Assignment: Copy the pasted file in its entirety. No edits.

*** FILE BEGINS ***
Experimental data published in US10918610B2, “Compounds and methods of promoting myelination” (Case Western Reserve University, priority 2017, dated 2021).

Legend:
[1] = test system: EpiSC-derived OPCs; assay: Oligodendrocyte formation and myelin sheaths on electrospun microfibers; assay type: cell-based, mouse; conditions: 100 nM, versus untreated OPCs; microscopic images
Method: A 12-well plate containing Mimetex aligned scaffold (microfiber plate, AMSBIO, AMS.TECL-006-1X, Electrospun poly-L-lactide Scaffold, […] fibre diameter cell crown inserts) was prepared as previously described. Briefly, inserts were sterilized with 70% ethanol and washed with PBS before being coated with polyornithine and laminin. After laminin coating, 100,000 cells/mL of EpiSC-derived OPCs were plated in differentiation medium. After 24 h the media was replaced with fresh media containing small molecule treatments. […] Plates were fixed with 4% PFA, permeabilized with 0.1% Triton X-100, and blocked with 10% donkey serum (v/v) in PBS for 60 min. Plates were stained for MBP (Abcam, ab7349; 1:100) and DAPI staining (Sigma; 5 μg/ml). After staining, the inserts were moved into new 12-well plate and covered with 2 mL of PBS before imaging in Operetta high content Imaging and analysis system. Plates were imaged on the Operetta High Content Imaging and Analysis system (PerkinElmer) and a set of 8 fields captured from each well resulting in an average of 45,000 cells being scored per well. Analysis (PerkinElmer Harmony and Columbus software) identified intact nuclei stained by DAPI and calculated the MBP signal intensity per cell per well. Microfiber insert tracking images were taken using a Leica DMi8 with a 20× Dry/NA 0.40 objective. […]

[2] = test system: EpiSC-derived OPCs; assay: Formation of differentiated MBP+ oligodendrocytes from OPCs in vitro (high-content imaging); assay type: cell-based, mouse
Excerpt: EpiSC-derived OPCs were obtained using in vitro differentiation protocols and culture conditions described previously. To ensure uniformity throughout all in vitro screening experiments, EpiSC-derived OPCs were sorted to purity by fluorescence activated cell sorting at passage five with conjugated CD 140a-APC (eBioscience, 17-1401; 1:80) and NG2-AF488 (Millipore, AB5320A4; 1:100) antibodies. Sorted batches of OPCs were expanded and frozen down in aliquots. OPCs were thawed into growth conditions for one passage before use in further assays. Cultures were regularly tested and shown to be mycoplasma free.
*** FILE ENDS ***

Experimental data published in US10918610B2, “Compounds and methods of promoting myelination” (Case Western Reserve University, priority 2017, dated 2021).

Legend:
[1] = test system: EpiSC-derived OPCs; assay: Oligodendrocyte formation and myelin sheaths on electrospun microfibers; assay type: cell-based, mouse; conditions: 100 nM, versus untreated OPCs; microscopic images
Method: A 12-well plate containing Mimetex aligned scaffold (microfiber plate, AMSBIO, AMS.TECL-006-1X, Electrospun poly-L-lactide Scaffold, […] fibre diameter cell crown inserts) was prepared as previously described. Briefly, inserts were sterilized with 70% ethanol and washed with PBS before being coated with polyornithine and laminin. After laminin coating, 100,000 cells/mL of EpiSC-derived OPCs were plated in differentiation medium. After 24 h the media was replaced with fresh media containing small molecule treatments. […] Plates were fixed with 4% PFA, permeabilized with 0.1% Triton X-100, and blocked with 10% donkey serum (v/v) in PBS for 60 min. Plates were stained for MBP (Abcam, ab7349; 1:100) and DAPI staining (Sigma; 5 μg/ml). After staining, the inserts were moved into new 12-well plate and covered with 2 mL of PBS before imaging in Operetta high content Imaging and analysis system. Plates were imaged on the Operetta High Content Imaging and Analysis system (PerkinElmer) and a set of 8 fields captured from each well resulting in an average of 45,000 cells being scored per well. Analysis (PerkinElmer Harmony and Columbus software) identified intact nuclei stained by DAPI and calculated the MBP signal intensity per cell per well. Microfiber insert tracking images were taken using a Leica DMi8 with a 20× Dry/NA 0.40 objective. […]

[2] = test system: EpiSC-derived OPCs; assay: Formation of differentiated MBP+ oligodendrocytes from OPCs in vitro (high-content imaging); assay type: cell-based, mouse
Excerpt: EpiSC-derived OPCs were obtained using in vitro differentiation protocols and culture conditions described previously. To ensure uniformity throughout all in vitro screening experiments, EpiSC-derived OPCs were sorted to purity by fluorescence activated cell sorting at passage five with conjugated CD 140a-APC (eBioscience, 17-1401; 1:80) and NG2-AF488 (Millipore, AB5320A4; 1:100) antibodies. Sorted batches of OPCs were expanded and frozen down in aliquots. OPCs were thawed into growth conditions for one passage before use in further assays. Cultures were regularly tested and shown to be mycoplasma free.